The Coronavirus pandemic, as any other bigger crisis, has pointed to many broader socio-political challenges and problems. Specifically, impacts of the current pandemic brought to light substantial economic and racial inequalities, with the latter gaining yet more prominence after the killing of George Floyd.
Two years ago, in the wake of vivid racial violence in Charlottesville, Virginia, I wrote about the need for CEO activism, implying the pressure global businesses are experiencing in voicing their opinions and taking their stance on important socio-political issues. Naturally, the current resurgence of the Black Lives Matter movement is no exception to the aforementioned pressures.
Inspired by nationwide protests in the U.S. and Europe, businesses and organizations around the world have publicly denounced racial inequality and called for the end of systemic racism. Voices of corporate America are heard loud and clear: Mark Zuckerberg proclaimed on his Facebook page that ’Black Lives Matter’ and shared a number of ideas for improving Facebook’s policies; Twitter changed its profile picture to black and added the “#BlackLivesMatter” hashtag to its bio; Ben and Jerry’s called for ’dismantling of white supremacy’; Amazon displayed a Black Lives Matter banner on its homepage… Beyond taking a rhetorical stance on the issue, it seems that many businesses have recently committed to taking action as well, be it donating money to social justice organizations, launching corporate racial equality initiatives, or engaging in long-term actions to improve black communities.
Yet, along with the buzzing anti-racial statements, promisesand commitments, there is also a fair bit of backlash and criticism regarding what is perceived as hypocrisy. For example, the leading social media companies are criticised for their own products that give voice and impact to racist and partisan provocateurs, while Amazon has been slammed for its recent firing of Black warehouse worker Christian Smalls and its ties to law enforcement via surveillance cameras. Most vividly though, it seems that none of the global corporations can support their recent enthusiasm for racial equality with corresponding racial diversity at their senior leadership and board levels.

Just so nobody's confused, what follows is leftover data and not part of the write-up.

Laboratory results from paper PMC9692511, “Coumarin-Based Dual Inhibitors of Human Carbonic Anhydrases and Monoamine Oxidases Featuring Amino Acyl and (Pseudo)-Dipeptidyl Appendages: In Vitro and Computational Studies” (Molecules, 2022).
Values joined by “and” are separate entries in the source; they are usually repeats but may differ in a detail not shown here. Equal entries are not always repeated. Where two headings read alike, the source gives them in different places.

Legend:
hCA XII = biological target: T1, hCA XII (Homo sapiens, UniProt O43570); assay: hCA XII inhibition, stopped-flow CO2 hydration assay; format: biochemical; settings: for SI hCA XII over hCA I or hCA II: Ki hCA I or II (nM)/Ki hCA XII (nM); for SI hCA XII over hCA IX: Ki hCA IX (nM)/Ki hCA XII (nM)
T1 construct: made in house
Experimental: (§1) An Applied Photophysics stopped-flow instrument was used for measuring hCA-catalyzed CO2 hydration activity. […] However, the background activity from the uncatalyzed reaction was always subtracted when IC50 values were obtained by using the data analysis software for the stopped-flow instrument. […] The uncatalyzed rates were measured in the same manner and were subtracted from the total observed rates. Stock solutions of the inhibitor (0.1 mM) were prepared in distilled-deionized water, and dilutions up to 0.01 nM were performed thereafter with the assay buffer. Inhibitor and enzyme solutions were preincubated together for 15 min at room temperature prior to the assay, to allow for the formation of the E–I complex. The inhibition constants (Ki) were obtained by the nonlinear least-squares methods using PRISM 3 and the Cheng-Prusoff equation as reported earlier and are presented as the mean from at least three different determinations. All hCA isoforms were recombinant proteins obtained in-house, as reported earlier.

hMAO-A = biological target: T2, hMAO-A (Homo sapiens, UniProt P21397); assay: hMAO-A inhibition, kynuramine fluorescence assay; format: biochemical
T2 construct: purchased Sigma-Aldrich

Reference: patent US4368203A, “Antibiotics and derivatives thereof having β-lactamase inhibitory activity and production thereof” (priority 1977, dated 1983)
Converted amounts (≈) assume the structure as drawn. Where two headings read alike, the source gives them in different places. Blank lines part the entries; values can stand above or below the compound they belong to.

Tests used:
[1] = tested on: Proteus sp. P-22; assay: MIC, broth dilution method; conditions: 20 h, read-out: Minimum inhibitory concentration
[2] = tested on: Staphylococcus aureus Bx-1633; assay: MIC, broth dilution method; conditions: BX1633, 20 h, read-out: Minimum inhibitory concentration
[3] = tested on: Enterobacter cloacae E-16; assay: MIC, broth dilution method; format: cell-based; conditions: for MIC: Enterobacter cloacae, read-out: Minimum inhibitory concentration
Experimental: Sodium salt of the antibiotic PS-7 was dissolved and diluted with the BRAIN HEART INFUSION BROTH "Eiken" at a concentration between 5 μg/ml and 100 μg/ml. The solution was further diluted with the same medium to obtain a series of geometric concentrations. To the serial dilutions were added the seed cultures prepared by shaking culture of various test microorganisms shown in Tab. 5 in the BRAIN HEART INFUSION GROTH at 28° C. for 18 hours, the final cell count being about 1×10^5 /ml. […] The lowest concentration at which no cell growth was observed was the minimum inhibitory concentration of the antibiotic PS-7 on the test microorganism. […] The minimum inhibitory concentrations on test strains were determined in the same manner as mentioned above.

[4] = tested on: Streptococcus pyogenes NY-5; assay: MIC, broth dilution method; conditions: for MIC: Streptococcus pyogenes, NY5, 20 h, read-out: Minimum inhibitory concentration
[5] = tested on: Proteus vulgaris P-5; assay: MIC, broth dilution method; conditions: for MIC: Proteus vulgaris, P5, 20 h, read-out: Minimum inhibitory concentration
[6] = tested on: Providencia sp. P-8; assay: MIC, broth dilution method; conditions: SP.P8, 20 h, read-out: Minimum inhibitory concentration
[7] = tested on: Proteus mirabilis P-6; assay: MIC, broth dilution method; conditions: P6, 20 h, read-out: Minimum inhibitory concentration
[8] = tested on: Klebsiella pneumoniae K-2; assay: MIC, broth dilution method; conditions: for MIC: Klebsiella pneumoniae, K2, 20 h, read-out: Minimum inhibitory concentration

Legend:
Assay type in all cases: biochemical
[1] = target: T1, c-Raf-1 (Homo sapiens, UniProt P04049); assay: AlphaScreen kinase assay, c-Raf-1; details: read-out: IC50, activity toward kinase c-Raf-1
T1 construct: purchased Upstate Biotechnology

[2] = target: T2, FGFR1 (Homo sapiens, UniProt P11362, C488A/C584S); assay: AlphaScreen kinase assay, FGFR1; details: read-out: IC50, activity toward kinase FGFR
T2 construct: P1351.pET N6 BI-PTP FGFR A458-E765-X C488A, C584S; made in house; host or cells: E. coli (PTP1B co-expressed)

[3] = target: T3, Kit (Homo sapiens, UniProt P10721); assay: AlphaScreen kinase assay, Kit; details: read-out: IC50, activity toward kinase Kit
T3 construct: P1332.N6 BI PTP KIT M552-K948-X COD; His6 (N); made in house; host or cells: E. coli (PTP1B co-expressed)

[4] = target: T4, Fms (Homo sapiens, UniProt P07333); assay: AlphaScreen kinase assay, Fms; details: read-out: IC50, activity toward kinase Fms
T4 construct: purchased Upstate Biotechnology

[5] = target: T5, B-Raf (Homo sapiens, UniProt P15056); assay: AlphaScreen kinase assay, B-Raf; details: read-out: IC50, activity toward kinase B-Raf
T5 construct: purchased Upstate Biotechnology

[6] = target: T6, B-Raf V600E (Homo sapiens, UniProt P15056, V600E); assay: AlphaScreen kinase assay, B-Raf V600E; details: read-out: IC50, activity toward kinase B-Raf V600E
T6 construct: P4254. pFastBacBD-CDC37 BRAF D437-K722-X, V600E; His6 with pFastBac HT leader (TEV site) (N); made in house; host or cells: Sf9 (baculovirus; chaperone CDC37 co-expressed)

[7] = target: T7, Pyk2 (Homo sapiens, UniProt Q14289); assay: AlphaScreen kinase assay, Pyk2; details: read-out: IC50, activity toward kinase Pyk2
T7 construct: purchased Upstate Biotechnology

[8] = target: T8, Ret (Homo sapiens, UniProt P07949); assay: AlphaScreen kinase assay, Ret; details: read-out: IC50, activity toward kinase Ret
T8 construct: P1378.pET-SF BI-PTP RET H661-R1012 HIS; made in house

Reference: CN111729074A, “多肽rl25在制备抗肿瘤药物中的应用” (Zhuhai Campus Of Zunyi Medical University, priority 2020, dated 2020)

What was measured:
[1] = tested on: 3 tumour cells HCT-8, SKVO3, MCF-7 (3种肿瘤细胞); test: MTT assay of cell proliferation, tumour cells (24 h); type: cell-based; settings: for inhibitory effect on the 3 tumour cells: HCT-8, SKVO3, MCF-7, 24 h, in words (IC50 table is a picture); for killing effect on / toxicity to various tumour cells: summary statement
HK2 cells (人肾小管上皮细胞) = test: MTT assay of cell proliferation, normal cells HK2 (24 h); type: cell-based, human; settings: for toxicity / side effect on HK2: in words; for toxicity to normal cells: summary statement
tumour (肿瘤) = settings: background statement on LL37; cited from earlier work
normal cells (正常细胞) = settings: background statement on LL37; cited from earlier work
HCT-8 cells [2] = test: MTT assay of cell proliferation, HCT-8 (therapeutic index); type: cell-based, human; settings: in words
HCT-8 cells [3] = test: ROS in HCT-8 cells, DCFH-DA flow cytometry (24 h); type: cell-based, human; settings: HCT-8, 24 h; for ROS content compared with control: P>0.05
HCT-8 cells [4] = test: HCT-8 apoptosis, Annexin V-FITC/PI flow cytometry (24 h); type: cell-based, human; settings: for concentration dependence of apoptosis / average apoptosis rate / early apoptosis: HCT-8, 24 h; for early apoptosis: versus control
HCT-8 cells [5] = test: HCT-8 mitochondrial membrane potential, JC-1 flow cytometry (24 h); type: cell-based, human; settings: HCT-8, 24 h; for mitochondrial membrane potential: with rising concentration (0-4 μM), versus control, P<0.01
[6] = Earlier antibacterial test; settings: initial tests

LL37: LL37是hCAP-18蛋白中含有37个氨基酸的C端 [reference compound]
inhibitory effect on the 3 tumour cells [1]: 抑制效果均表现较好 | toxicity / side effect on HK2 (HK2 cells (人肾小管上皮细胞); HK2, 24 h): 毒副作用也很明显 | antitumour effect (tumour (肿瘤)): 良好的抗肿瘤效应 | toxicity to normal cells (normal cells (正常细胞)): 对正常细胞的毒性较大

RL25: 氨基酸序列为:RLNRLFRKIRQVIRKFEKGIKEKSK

Or course, none of this criticism implies that publicly supporting the Black Lives Matters movement is a useless effort. As a recent MIT Sloan Management Review piece suggests, organizational leaders should speak up to reassure employees on their stance on this important matter. Moreover, becoming part of the solution requires deeper understanding of the issue at hand, which calls for more knowledge and educational efforts within organizations. What the criticism about hypocrisy implies though, is that global leaders should also act on their promises and ‘walk the talk’.
Indeed, racial bias in the workplace, be it inequalities in hiring, pay or promotion, can be quite subtle and difficult to notice. Hence the long-standing issue of systemic racism. In this regard, the authors of the MIT Sloan article also highlight the importance of introspection with regard to the processes and policies within the organization, which can potentially discriminate against some while benefiting others.
Finally, ‘walking the talk’ is also about the larger purpose and willingness of businesses to engage and practically support this important cause, making it a matter of corporate social responsibility. For example, there is a community called B Corps, which envisions every business to focus not only on profit but also on purpose, and therefore using its business and the global economy, in general, for good. Certified B corporations are the ones who embrace the idea and already boast a verified balance between purpose and profit. Currently, the global community of socially responsible businesses constitutes 3422 companies across 150 industries in 71 countries. Naturally, there can and should be more.